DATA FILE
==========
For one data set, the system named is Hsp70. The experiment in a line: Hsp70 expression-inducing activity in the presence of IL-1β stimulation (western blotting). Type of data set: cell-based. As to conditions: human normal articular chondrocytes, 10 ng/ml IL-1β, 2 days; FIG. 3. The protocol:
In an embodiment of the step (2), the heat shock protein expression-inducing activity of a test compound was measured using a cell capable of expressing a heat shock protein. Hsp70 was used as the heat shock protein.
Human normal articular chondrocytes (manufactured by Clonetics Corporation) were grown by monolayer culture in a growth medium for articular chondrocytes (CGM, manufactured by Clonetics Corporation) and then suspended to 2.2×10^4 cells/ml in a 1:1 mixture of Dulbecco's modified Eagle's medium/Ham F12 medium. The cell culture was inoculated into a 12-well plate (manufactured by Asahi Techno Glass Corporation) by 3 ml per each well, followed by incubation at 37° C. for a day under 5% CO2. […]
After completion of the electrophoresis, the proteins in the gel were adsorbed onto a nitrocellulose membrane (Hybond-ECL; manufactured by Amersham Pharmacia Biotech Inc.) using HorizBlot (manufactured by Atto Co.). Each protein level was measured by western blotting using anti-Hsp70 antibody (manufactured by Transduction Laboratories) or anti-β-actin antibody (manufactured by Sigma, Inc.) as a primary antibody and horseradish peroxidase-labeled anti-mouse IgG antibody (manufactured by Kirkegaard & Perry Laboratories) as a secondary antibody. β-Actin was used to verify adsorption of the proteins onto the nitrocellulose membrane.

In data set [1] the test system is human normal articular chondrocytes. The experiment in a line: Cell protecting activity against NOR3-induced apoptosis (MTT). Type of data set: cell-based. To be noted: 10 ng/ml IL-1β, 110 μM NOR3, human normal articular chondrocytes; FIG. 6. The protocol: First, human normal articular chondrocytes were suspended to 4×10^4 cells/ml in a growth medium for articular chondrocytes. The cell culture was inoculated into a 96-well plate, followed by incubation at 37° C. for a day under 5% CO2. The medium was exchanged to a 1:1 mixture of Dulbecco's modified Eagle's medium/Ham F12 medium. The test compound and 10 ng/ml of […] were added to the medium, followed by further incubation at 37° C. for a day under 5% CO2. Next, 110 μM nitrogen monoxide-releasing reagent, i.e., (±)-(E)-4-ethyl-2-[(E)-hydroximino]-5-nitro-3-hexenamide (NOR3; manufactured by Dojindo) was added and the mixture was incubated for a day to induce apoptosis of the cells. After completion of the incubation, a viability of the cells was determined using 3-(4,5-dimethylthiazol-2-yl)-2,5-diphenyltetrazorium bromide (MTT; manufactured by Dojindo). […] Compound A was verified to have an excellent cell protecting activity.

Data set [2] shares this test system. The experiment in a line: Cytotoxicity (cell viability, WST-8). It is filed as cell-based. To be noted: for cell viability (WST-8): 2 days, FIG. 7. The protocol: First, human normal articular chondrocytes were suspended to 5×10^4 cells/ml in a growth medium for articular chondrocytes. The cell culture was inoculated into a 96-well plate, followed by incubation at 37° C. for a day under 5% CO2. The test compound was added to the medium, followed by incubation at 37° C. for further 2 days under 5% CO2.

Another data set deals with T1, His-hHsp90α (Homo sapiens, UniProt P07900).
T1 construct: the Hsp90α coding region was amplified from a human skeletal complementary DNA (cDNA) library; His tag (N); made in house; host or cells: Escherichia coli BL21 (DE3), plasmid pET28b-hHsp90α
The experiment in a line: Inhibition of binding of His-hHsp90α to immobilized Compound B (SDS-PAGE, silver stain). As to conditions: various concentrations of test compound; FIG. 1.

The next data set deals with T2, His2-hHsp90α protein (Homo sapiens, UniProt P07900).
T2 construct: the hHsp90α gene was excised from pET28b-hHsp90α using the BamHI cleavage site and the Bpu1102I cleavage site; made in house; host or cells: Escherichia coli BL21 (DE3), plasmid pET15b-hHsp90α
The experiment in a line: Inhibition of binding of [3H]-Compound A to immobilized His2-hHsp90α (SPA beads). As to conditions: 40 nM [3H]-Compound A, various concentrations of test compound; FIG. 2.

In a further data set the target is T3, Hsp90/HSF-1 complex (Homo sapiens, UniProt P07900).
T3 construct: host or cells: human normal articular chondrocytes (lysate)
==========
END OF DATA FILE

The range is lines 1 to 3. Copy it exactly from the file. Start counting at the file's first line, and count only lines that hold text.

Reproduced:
For one data set, the system named is Hsp70. The experiment in a line: Hsp70 expression-inducing activity in the presence of IL-1β stimulation (western blotting). Type of data set: cell-based. As to conditions: human normal articular chondrocytes, 10 ng/ml IL-1β, 2 days; FIG. 3. The protocol:
In an embodiment of the step (2), the heat shock protein expression-inducing activity of a test compound was measured using a cell capable of expressing a heat shock protein. Hsp70 was used as the heat shock protein.
Human normal articular chondrocytes (manufactured by Clonetics Corporation) were grown by monolayer culture in a growth medium for articular chondrocytes (CGM, manufactured by Clonetics Corporation) and then suspended to 2.2×10^4 cells/ml in a 1:1 mixture of Dulbecco's modified Eagle's medium/Ham F12 medium. The cell culture was inoculated into a 12-well plate (manufactured by Asahi Techno Glass Corporation) by 3 ml per each well, followed by incubation at 37° C. for a day under 5% CO2. […]